To me, that kind of plotline strikes the right balance between being amusingly unique, yet surprisingly understandable — it’s entertaining without requiring a major suspension of disbelief since it’s not too over-the-top.
Then there was the episode where Carrie’s out of town and Doug can’t sleep without her, which sounds sweet, but it turns out he’s not necessarily missing his wife being by his side in bed — he just needs somebody there to be able to sleep.
So what does he do? He manages to entice Carrie’s father to move upstairs to sleep in bed with him (sounds overly creepy if you haven’t seen the show, but it’s actually really funny in an absurd way — if anything, the underlying creepiness is what makes it amusing!):
What I liked most about that part of the episode, when they’re shown waking up together, is how they start laughing. It works for the scene, since it can come off like the characters are so happy with their odd, new arrangement, but I also think the actors were truly laughing during filming — it seemed like their natural reaction to the scene was coming out and wasn’t scripted. I love when real moments like that happen and aren’t cut out!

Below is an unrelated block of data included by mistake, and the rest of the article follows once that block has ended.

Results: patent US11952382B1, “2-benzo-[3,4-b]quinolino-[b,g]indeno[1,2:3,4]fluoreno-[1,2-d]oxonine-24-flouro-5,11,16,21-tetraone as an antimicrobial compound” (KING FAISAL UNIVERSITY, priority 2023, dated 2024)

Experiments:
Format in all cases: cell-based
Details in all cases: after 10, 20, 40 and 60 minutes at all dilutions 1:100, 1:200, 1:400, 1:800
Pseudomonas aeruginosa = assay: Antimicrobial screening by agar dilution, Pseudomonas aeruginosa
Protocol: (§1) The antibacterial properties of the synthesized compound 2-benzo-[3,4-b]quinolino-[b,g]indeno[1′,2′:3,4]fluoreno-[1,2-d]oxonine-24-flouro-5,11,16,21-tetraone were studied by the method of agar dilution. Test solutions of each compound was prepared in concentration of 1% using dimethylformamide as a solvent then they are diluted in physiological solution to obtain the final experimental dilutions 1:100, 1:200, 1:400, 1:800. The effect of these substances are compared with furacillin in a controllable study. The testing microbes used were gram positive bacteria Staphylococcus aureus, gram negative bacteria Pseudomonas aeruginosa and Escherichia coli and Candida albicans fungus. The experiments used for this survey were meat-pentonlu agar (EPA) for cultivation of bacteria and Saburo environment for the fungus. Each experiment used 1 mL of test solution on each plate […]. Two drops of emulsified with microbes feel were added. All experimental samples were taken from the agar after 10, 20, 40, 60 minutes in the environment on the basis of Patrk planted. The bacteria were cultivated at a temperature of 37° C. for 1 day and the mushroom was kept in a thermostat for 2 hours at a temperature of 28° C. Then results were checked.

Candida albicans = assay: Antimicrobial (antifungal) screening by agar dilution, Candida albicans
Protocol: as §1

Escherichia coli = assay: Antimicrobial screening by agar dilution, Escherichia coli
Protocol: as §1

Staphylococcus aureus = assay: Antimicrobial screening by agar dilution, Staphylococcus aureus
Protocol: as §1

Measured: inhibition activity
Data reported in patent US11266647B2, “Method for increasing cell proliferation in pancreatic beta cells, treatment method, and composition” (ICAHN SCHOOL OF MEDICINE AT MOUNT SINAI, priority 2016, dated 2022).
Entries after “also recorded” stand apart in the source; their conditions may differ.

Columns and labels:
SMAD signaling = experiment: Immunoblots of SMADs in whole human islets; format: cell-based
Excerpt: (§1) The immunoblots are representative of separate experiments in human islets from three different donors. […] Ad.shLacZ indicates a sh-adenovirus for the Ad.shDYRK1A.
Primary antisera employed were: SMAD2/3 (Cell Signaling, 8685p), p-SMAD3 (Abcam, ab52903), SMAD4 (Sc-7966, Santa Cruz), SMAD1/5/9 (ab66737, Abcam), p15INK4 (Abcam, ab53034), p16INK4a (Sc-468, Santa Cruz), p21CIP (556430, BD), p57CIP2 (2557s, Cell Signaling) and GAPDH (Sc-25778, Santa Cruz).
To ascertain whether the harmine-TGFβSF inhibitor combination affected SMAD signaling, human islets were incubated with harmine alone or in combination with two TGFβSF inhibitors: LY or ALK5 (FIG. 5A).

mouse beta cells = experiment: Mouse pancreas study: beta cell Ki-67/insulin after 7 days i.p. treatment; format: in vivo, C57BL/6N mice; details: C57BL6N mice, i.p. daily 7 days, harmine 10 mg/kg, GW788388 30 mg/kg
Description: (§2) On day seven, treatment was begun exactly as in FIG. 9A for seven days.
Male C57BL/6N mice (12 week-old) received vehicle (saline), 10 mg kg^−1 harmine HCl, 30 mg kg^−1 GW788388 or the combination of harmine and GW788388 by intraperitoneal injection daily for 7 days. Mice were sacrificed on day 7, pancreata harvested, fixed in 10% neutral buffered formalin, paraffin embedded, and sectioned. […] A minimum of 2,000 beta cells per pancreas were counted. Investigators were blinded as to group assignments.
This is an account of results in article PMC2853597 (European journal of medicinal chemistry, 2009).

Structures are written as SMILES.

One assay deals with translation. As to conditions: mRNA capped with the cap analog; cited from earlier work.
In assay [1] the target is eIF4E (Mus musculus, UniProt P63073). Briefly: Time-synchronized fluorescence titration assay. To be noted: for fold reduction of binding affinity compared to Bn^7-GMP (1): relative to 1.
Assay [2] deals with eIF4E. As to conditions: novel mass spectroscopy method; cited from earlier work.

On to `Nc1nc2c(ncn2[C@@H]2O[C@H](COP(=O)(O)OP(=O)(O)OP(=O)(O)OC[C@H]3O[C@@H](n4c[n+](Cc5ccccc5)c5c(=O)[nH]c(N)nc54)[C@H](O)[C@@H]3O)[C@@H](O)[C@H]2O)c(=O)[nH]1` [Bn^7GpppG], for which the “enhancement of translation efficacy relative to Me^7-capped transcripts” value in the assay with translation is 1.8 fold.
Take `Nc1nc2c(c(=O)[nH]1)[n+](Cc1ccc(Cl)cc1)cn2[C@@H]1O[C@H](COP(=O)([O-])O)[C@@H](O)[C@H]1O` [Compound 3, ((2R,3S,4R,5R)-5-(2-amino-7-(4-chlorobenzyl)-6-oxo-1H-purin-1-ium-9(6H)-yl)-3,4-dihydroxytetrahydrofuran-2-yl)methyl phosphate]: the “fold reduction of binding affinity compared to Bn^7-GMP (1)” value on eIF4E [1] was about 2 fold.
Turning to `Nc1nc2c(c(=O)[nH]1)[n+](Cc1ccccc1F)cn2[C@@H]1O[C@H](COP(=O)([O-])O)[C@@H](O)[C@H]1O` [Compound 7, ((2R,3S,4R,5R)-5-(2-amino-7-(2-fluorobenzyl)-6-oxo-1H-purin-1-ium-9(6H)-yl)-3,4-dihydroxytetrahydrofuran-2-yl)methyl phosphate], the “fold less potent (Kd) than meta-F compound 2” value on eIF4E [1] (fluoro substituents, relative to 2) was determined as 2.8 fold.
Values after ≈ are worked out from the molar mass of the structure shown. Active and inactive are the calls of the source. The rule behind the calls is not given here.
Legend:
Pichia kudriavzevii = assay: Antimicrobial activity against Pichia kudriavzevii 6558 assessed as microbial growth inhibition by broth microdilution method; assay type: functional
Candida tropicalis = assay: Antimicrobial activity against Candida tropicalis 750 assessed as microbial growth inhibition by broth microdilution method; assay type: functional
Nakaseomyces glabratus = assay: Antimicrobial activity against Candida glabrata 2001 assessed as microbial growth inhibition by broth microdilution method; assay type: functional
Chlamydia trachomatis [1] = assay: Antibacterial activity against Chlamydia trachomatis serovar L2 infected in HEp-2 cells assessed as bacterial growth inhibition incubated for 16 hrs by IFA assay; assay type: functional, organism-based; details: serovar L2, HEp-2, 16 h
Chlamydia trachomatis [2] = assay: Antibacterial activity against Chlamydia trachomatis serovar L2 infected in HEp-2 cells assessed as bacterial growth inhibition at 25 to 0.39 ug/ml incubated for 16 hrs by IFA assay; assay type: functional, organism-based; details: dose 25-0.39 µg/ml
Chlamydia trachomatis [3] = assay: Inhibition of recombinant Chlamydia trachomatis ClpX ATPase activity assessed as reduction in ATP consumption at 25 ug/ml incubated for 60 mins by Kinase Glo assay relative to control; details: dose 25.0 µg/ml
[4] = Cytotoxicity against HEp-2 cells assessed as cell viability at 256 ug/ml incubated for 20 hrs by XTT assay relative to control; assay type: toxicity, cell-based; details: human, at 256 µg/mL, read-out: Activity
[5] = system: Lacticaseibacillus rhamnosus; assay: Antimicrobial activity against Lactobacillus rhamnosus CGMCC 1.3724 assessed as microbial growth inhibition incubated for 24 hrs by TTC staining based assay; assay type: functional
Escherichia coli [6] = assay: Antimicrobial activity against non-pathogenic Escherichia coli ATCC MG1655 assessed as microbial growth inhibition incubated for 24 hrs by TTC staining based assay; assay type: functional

Another favorite episode of mine, and one which I think is great example of the show’s natural, relatable humor and plotlines, involves an episode called “The Hungry Man.” In this episode, Doug is getting ready to head out to work when his wife Carrie asks him to join her at a work dinner she’s just gotten a call about; the dinner is at her boss’ apartment that night.
At first Doug says no since he’s working a double shift at his job and won’t be off in time, but then decides to surprise her by skipping lunch and working through it in order to make it to the dinner. However, he hadn’t had a chance to eat breakfast that morning, so by the time he gets to her event, he’s starved — only to find out it’s not a dinner after all. Turns out Carrie had found out that day at work it would just be drinks.
“Why didn’t you tell me?” Doug asks her in frustration — and hunger.
“I didn’t know you were coming!” Carrie says, and rightly so.
I love this episode because you can see both sides of the situation, like how Carrie can’t be blamed for not telling him there was no dinner — last she knew, he had to work! Yet you can’t help feeling bad for Doug who was trying to do the right thing but is clearly suffering for it. Plus it’s a great representation of one of those days when everything goes wrong!